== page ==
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Architecture

Moscow Palace of Pioneers

Creative center for kids and teenagers as an architectural manifestation of Soviet utopia.

Moscow Palace of Pioneers, designed by Viktor Egerev, Vladimir Kubasov, Felix Novikov, Igor Pokrovskiy, Boris Paluy and Mikhail Khazhakyan, 1958-1962.

Standing in the middle of the park, the buildings of the Moscow Palace of Pioneers easily fit in with the natural environment: its straight lines are in harmony with the intersecting pathways of the green square, while glassy walls reflect the surrounding trees. Decorative panels on the facades tell stories of youth and a bright communist future, while intricate interior design favors detached abstraction and symbolism. Together they convey common meaning: the complex , built in the blossoming days of the Khrushchev Thaw, is a monument to the romantic ideals of the 1960s and one of the most Soviet modernist architectural projects.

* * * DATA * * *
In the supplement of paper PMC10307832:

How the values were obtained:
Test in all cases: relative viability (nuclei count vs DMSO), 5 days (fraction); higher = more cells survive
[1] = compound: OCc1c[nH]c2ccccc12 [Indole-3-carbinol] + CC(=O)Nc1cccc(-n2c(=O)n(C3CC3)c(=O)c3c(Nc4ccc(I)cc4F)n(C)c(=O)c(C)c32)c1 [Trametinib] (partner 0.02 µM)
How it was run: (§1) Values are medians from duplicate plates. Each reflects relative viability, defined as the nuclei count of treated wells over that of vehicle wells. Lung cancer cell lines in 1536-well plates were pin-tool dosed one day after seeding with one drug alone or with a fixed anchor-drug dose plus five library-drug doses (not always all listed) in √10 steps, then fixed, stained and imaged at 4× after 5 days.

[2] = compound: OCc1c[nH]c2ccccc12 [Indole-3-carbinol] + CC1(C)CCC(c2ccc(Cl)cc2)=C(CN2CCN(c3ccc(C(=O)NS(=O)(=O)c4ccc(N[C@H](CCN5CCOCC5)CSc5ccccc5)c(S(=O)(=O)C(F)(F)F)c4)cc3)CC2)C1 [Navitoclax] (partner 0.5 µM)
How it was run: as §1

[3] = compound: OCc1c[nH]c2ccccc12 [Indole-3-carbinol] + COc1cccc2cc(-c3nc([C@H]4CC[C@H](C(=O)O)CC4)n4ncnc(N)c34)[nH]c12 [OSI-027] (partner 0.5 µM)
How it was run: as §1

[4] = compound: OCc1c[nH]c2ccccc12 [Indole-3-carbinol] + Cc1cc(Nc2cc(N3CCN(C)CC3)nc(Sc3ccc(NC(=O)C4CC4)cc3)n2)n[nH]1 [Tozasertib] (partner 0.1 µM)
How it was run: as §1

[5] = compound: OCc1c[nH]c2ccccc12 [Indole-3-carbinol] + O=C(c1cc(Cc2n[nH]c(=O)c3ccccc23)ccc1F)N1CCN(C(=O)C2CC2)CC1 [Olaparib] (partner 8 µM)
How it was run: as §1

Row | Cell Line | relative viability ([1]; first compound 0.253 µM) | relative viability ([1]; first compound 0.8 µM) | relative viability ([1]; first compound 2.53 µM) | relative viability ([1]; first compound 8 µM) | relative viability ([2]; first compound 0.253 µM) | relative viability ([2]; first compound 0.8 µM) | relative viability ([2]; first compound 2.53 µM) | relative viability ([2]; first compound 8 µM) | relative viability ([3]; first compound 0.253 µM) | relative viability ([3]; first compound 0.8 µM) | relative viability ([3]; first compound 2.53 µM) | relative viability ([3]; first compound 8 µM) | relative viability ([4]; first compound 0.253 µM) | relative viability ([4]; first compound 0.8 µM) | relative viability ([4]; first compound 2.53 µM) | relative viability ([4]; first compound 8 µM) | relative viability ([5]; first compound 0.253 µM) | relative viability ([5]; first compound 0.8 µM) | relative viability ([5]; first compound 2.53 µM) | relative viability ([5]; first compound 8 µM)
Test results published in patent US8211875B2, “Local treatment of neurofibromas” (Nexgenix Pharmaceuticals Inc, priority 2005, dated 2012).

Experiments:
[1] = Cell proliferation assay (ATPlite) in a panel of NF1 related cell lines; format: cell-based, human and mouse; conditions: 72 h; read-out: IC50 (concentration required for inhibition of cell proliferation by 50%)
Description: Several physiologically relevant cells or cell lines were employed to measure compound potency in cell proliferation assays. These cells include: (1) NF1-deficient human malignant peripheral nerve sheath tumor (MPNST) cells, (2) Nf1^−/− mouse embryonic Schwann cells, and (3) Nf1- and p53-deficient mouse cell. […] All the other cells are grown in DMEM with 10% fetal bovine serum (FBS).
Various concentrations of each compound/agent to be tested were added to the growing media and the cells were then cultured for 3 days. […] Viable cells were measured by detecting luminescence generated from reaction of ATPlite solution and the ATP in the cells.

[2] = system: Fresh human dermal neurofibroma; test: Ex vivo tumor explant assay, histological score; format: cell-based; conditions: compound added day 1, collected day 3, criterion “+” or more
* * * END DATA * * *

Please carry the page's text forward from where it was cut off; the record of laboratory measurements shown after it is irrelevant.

Designed as a huge creative center for the first post-World War II generation, the Moscow Palace of Pioneers still houses several music and theater auditoriums, swimming pools, an interior garden, observatory and exhibition hall. There young Moscow hopefuls could hone their performance, intellectual and physical skills – striving for the Soviet ideal of a complete and well-rounded human being. Today, two decades after collapse of the USSR, the palace is still operational, gradually becoming a living memory of humanist ideals.